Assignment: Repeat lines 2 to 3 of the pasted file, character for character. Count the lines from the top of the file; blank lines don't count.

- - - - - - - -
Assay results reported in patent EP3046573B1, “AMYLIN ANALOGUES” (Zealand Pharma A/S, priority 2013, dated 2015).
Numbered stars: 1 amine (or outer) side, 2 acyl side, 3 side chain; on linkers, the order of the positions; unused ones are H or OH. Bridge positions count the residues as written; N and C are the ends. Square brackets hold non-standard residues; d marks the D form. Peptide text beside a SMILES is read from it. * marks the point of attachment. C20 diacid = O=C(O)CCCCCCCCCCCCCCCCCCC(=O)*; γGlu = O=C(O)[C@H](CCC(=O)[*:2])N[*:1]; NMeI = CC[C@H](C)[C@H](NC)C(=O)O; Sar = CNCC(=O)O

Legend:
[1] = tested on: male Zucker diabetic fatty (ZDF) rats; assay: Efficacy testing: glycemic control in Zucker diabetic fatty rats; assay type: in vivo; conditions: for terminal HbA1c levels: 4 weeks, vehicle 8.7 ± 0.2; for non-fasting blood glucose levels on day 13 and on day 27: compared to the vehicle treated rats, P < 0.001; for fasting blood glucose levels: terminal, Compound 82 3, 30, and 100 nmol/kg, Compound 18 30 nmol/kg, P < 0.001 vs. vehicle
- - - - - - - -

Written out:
Numbered stars: 1 amine (or outer) side, 2 acyl side, 3 side chain; on linkers, the order of the positions; unused ones are H or OH. Bridge positions count the residues as written; N and C are the ends. Square brackets hold non-standard residues; d marks the D form. Peptide text beside a SMILES is read from it. * marks the point of attachment. C20 diacid = O=C(O)CCCCCCCCCCCCCCCCCCC(=O)*; γGlu = O=C(O)[C@H](CCC(=O)[*:2])N[*:1]; NMeI = CC[C@H](C)[C@H](NC)C(=O)O; Sar = CNCC(=O)O

Legend: